LKB 10700-1 flow microcalorimeter

The flow microcalorimeter currently in use at the Molecular Energetics Group is a modified version of a LKB 10700-1 apparatus [1]. The modifications included the implementation of a computer-controlled data acquisition and handling system and the replacement of the ancillary equipment for pumping, pre-thermostatization, thermopile output measurement, and electrical calibration. The calorimeter is of heat flow type and is suitable for studies involving pure liquids or solutions. It is particularly useful in the determination of enthalpies of mixture, ΔmixH and dilution, ΔdilH [2-4] and in the evaluation of the energetics and kinetics of slow reactions [5]. The apparatus general view and scheme are shown in Figure 2.

flow1

Figure 1. Picture of the LKB 10700-1 flow microcalorimeter.

 

The apparatus currently in use in the Molecular Energetics Group is a modified version of a LKB 10700-1 flow microcalorimeter, which involved the implementation of a computer-controlled data acquisition and handling system and the entire replacement of the ancillary equipment for pumping, pre-thermostatization, thermopile output measurement and electrical calibration. A general view and a scheme of the apparatus are shown in Figure 2.

flow2

Figure 2. Scheme of the modified LKB 10700-1 flow microcalorimeter apparatus used in this work: (1) calorimeter proper, (2) mixing cell, (3) reference cell, (4) thermostated air jacket, (5) air thermostat, (6) fan, (7) pre-thermostatic bath, (8) cooling coil, (9) thermopiles, (10) nanovoltmeter used to monitor the output of the thermopiles, (11) multi-channel peristaltic pump, (12, 13) tubes leading to the mixing cell, (14) tube leading to the reference cell, (15) electrical resistance used for calibration, (16) multimeter of the calibration circuit, (17) power supply of the calibration circuit, (18) precision thermistor used to measure the temperature of the calorimeter proper, (19) computer for experiment control and data acquisition.

 

The calorimeter proper, 1, consists of a heat sink containing a pair of calorimetric elements: the measuring cell (mixing cell, 2) and the reference cell (flow-through cell, 3). The calorimeter proper is surrounded by a thermostated air jacket, 4, whose temperature is controlled by means of a LKB 10700-1 air thermostat, 5. Air is circulated inside the jacket by using fan 6. The temperature control of the air jacket also includes a pre-thermostatic bath from which water flows through the cooling coil 8. The differential heat flow across the thermopiles, 9, connecting both cells to the heat sink is measured as a potential difference, by using an Agilent nanovoltmeter, 10. Reagent solutions are simultaneously pumped from storage flasks, using two peristaltic pumps, 11 (see Figure 3 below). Tubes 12 and 13 lead the solutions into the mixing cell, 2, and tube 14 is connected to the flow-through cell, 3. The electrical calibration circuit of the mixing or of the flow-through cells consists of a 50 Ω resistance, 15, embedded in the cell block connected in a four wire configuration to a multimeter, 16, and a power supply, 17. The data acquisition and the electrical calibration are computer controlled, 19, using the in house developed CBCAL 1.0 program.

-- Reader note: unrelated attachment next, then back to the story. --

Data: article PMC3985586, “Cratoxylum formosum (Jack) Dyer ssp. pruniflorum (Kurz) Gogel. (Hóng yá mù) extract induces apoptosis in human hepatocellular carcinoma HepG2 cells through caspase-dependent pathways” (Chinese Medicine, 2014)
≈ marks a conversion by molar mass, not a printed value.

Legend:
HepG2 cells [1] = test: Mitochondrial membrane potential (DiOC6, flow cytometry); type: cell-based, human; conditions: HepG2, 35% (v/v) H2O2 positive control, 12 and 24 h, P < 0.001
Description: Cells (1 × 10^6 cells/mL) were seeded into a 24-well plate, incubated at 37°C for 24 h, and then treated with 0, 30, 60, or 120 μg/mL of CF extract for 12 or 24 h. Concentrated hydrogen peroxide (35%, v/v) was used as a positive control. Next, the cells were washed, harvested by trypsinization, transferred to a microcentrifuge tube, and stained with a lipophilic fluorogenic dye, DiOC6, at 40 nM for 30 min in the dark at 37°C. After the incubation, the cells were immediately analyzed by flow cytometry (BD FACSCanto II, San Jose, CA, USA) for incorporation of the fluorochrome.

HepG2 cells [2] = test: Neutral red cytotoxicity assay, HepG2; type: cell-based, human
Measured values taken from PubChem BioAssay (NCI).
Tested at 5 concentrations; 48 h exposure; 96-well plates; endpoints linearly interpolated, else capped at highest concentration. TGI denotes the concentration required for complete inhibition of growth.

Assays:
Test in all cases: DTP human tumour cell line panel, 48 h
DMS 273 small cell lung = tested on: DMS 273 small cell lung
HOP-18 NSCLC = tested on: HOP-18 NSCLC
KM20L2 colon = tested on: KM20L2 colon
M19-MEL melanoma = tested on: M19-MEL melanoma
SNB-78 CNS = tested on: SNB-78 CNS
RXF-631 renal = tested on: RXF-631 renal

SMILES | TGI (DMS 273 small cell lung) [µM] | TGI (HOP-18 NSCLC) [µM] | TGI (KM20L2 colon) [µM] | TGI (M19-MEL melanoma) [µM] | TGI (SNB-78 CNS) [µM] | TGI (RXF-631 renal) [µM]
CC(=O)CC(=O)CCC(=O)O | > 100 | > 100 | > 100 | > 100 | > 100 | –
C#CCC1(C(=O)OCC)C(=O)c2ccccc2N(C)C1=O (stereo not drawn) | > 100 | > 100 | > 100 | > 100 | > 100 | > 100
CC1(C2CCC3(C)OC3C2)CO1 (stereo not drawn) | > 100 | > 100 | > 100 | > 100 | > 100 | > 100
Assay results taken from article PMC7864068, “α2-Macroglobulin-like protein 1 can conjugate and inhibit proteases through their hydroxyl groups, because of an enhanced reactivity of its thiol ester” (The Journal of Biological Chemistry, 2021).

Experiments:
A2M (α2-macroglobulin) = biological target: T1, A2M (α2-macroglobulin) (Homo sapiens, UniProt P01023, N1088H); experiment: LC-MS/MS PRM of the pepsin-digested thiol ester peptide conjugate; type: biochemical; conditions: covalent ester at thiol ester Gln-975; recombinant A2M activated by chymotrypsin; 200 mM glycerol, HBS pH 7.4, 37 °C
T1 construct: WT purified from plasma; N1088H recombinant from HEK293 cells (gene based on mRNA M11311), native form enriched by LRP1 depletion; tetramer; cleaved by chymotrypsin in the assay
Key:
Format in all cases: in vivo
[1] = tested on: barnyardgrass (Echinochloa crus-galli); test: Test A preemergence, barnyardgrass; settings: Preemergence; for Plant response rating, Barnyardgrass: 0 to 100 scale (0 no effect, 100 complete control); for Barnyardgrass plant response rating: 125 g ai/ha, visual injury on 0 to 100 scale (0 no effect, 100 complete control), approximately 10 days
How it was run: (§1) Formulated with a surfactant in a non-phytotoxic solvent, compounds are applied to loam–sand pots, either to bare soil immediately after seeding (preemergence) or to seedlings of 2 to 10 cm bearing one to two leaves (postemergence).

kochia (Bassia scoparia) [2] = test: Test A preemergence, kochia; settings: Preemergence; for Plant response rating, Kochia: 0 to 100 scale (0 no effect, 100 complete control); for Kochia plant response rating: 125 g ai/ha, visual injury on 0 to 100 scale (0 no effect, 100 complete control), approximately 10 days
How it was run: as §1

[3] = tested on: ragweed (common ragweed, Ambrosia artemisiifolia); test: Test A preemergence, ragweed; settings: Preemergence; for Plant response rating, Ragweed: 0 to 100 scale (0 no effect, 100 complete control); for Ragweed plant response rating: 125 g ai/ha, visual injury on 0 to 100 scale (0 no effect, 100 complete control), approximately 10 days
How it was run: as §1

The two feeding configurations used at the different stages of a dilution experiment are illustrated in Figure 3 for the nicotinic acid (NA) + water (H2O) system.

flow3

Figure 3. Feeding configurations used at the different stages of a dilution experiment.

 

The resultant output curve, which corresponds to a plot of the differential heat flow rate, ΔΦ, between the measuring (S) and reference (R):

eq18 (1)

cells as a function of time, t, is shown in Figure 4.

fig4

Figure 4. Typical output curve obtained of an experiment.

 

Water is initially pumped from storage flask A through three feeding lines: line 1 connected to the flow-through cell which serves as reference, R, and lines 2 and 3 connected to the mixing cell, M (Figure 3a). After definition of a sufficiently long initial baseline (Figure 4, section 1), the dilution process is started by transferring the feeding ends of tubes 2 and 3 into flasks B and C containing the nicotinic acid solution and water, respectively. This causes a progressive shift of the calorimetric signal from the baseline. Once a the amplitude of the shift becomes stable and well defined (Sc in Figure 4, section 2) the feeding ends of tubes 2 and 3 are again transferred into into storage flask A containing water. This causes a gradual return of the signal to the baseline (Figure 4, section 3).

The final baseline of the dilution stage serves as the initial baseline of the calibration period. At the onset of calibration a constant potential V, is applied to a resistance inside the mixing cell, 2, causing a current of intensity I to flow for a predetermined time interval, t. As a result of the heat dissipated in the resistance a deviation of the measuring curve from the baseline, corresponding to an amplitude Sc, is observed (Figure 4, section 4). At the end of the calibration period the flow of current through the resistance is automatically interrupted and the return of the calorimetric signal to the baseline is monitored (Figure 4, section 5). The calibration constant ε is obtained from:

eq22 (2)

where P is the power dissipated on average by Joule heating inside the cell. The molar enthalpy of the dilution process is derived from:

eq23 (3)

where Se is the deviation of the measuring curve from the baseline during the dilution period, and qn is the average molar flow rate (mol/s) based on the amount of substance of the compound entering the cell. For each experiment, the molar flow of nicotinic acid solution,qn, into the mixing cell and the molality of the final (diluted) solution are calculated from the changes in mass of flasks B and C during the dilution process.

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